New Al­bums

Philadel­phia song­writer’s sec­ond LP is full of in­ven­tive gui­tar jams and raw vo­cal emo­tion. By Stephen Deusner

UNCUT - - Contents -

In­clud­ing: Rosali, Jeff Tweedy, The Good, The Bad & The Queen, Amy Rigby, Wil­lard Grant Con­spir­acy

When Rosali Mid­dle­man was writ­ing songs for her sec­ond solo al­bum, she lived in an apartment next to noisy rail­road tracks. At first the sound of pass­ing freights was deaf­en­ing, es­pe­cially when she was try­ing to work out melodies and lyrics. “I write very im­pro­vi­sa­tion­ally and in­tu­itively, and I record ev­ery­thing,” says the Philadel­phia-based singer­song­writer. “I love the sound of trains and ev­ery­thing they rep­re­sent, but it was right out­side my bed­room win­dow, this loud sound of screech­ing brakes.” While it dis­rupted her song­writ­ing, even­tu­ally she grew to ap­pre­ci­ate that un­pre­dictable racket, which in­spired, in a round­about way, the chug­ging gui­tars and per­sis­tent rolling tempo of the psy­che­delic num­ber “Rise To Fall”.

The song is a show­case for her nim­ble back­ing band, which in­cludes mem­bers of The War On Drugs, Purl­ing hiss and other Philadel­phia acts, but mostly it’s a show­case for Mid­dle­man her­self, for her subtly in­ven­tive gui­tar play­ing, for her un­der­stated vo­cals, and for her elu­sive song­writ­ing, which ze­roes in on a lover so ob­ses­sively that it takes on the un­stop­pable power of a lo­co­mo­tive. “There’s no-one above you, no-one be­low,” she sings. “Feel­ing alarmed, feel­ing alarmed.” “Rise To Fall” re­veals a singer­song­writer who gives am­ple time over to lengthy gui­tar jams, let­ting her songs sprawl be­yond the words she’s writ­ten. Or per­haps it’s the other way around: per­haps Mid­dle­man is an in­stru­men­tal­ist first, an ad­ven­tur­ous player who ratch­ets her jams to care­fully con­structed, yet still im­pres­sion­is­tic songs.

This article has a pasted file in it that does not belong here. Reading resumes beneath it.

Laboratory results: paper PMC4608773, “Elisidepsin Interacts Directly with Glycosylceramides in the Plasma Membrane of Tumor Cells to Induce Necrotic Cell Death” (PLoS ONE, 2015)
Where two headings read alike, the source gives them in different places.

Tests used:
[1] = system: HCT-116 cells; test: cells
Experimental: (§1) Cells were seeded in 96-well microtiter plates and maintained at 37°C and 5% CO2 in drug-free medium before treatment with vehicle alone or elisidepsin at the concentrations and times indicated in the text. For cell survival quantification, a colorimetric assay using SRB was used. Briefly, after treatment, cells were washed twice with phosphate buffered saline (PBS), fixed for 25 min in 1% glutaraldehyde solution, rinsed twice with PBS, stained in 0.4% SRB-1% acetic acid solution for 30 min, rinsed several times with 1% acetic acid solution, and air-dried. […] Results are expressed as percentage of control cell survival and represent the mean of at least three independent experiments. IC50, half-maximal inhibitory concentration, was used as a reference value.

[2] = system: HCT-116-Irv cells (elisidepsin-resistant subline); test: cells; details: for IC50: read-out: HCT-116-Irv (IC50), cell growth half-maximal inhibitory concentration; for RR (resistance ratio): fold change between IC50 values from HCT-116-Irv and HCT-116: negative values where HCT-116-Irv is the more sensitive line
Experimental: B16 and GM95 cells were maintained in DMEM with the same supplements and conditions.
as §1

Trou­ble Any­way is only Mid­dle­man’s sec­ond al­bum. Orig­i­nally from Michi­gan, she went to col­lege in Min­nesota and worked as a dairy farmer in Ver­mont be­fore mov­ing to Philadel­phia 12 years ago. Since then she has spent time in a num­ber of lo­cal bands, first as one half of the duo Blood Like Mine and later as one-third of the power-punk trio the Long hots and the im­pro­vi­sa­tional su­per­group Wan­der­ing Shade [see side panel, p14]. Those var­i­ous acts have al­lowed her to hone her chops in a range of roles: as a solo artist, as a sup­port­ing player, as a col­lab­o­ra­tor, as an im­pro­viser. All of that came to play on her solo de­but, Out Of Love, which made Uncut’s list of top al­bums for 2016. De­vised with Ger­hardt Ko­erner of the Lilys, it fea­tured a lo-fi, pre­dom­i­nantly

acous­tic pal­ette in which Mid­dle­man’s gui­tar play­ing could stretch out and take on dif­fer­ent sounds and forms. The mu­sic was cere­bral, but the songs were any­thing but. She wrung max­i­mum emo­tion out of her lyrics, thanks to a voice that was both dead­pan and soul­ful, vul­ner­a­ble and de­ter­mined. She came across as an artist per­ma­nently steel­ing her­self against bad news.

Trou­ble Any­way am­pli­fies all of those qual­i­ties. The ar­range­ments are lusher and less lonely, more de­tailed and more open to im­pro­vi­sa­tion. They sound spon­ta­neous, as though th­ese record­ings cap­ture only one it­er­a­tion out of in­fi­nite pos­si­bil­i­ties. Noth­ing is set­tled on songs like the lan­guid epic “Sil­ver Eyes” or the starry-sky shuf­fle “Who’s To Say”. The mu­sic slips eas­ily from ur­ban indie-rock to coun­try-tinged folk, from edges-blurred psychedelia to low-key torch bal­ladry. Trou­ble Any­way ul­ti­mately sounds like a com­mu­nal record, not the prod­uct of a lone artist but that of a mu­si­cian sur­round­ing her­self with friends and de­ploy­ing them like she would an ef­fects pedal or a key­board patch. Mid­dle­man du­els with gui­tarists Paul Su­keena (Spacin’) and Mike Polizze (Purl­ing Hiss) on “Lie To Me” and “Rise To Fall”, while Mary Lat­ti­more adds dra­matic flut­ters of harp to “If I Was Your Heart” and key­boards to “Dead And Gone”. Stitch­ing ev­ery­thing to­gether is a makeshift rhythm sec­tion fea­tur­ing bassist Dan Proven­zano of lo­cal noise­mak­ers the Writhing Squares and drum­mer Nathan Bowles, best known as an Amer­i­can Prim­i­tive banjo player but also for­merly a drum­mer in Steve Gunn’s tour­ing band.